Musicians perform at the TKT Jazz Scholarship benefit concert
Webster University’s Department of Music hosted the 20th anniversary of the TKT (Terry Kirk Tony) Jazz Scholarship Benefit Concert at the Browning Mainstage Theatre in the Loretto-Hilton Center on Oct. 24.
Video by Gabe Burns
The event was founded to commemorate the legacies of Terry Jackson, Kirk Cappello and Tony Saputo, three former Webster music students. They were members of Reba McEntire’s road band, and died in a 1991 airplane crash during the For My Broken Heart tour.
Their family and friends wanted to provide assistance to music students showing exceptional professional promise. So far, there have been 35 recipients of the scholarship. Ian Lubar, senior jazz music major, received this year’s 2011-2012 TKT Scholarship.
“These young men were fabulous musicians,” said Paul DeMarinis, director of the jazz program. “They were curious about everything and totally about the music.”
CBS News correspondent Russ Mitchell hosted the event. There were four vocal performances, including the music of Webster jazz faculty. Mitchell said he has known the Jackson family since he was six. When they asked him to host he said he was proud to do it.
“I grew up with Terry and he was an amazing musician,” Mitchell said.
The first performer was jazz vocalist Debby Lennon. She performed jazz classics such as “Why Can’t You Behave?” by Ella Fitzgerald and “Chega de Saudade (No More Blues)” by Antonio Carlos Jobim and Vinícius de Moraes.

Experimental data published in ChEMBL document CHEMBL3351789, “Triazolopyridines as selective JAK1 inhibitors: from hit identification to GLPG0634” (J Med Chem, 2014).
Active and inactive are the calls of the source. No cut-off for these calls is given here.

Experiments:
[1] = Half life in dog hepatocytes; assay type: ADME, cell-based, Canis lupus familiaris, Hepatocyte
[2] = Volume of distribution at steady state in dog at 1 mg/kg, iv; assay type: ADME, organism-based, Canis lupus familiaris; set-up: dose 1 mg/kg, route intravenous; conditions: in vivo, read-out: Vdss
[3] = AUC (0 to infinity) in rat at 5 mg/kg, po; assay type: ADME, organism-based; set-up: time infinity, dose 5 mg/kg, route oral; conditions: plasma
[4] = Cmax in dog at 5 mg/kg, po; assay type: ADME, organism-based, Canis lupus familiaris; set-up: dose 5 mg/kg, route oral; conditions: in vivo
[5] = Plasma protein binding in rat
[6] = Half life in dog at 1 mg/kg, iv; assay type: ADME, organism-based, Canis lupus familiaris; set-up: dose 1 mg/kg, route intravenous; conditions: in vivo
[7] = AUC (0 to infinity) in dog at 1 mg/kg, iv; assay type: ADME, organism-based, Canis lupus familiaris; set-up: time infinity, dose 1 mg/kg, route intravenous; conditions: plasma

“I wanted to do songs that were sassy,” Lennon said. “I have been performing for this event for fours years and I wanted to perform different songs that I never done before.”
Other performers included jazz singer Ralph Butler who performed “Waters of March” by Antonio Carlos Jobim and received a standing ovation for his rendition of Duke Ellington and Bob Russell’s “Don’t Get Around Anymore.”
“I wanted to do fun songs because Terry, Kirk and Tony were fun loving guys and they will always be missed,” Butler said. “Also I loved Latin music and wanted to do something different.”
Lubar performed a Wes Montgomery piece on his guitar.
“I have been performing since I was eight years old,” Lubar said. “I was very pleased that the music faculty chose me for the scholarship.”
The last performer was jazz legend Denise Thimes. She performed for Queen Elizabeth II and, in 2007 she performed at a private dinner gala with former president George W. Bush and former first lady Laura Bush.
Thimes closed the event by singing “Embraceable You” by Billie Holliday and “Tenderly” by Walker Gross and Jack Lawrence.
“This is my second time doing this event and I enjoy performing for these young men’s families,” Thimes said. “I was close to all of them.”
The performers and the three families were pleased that more than 100 people came.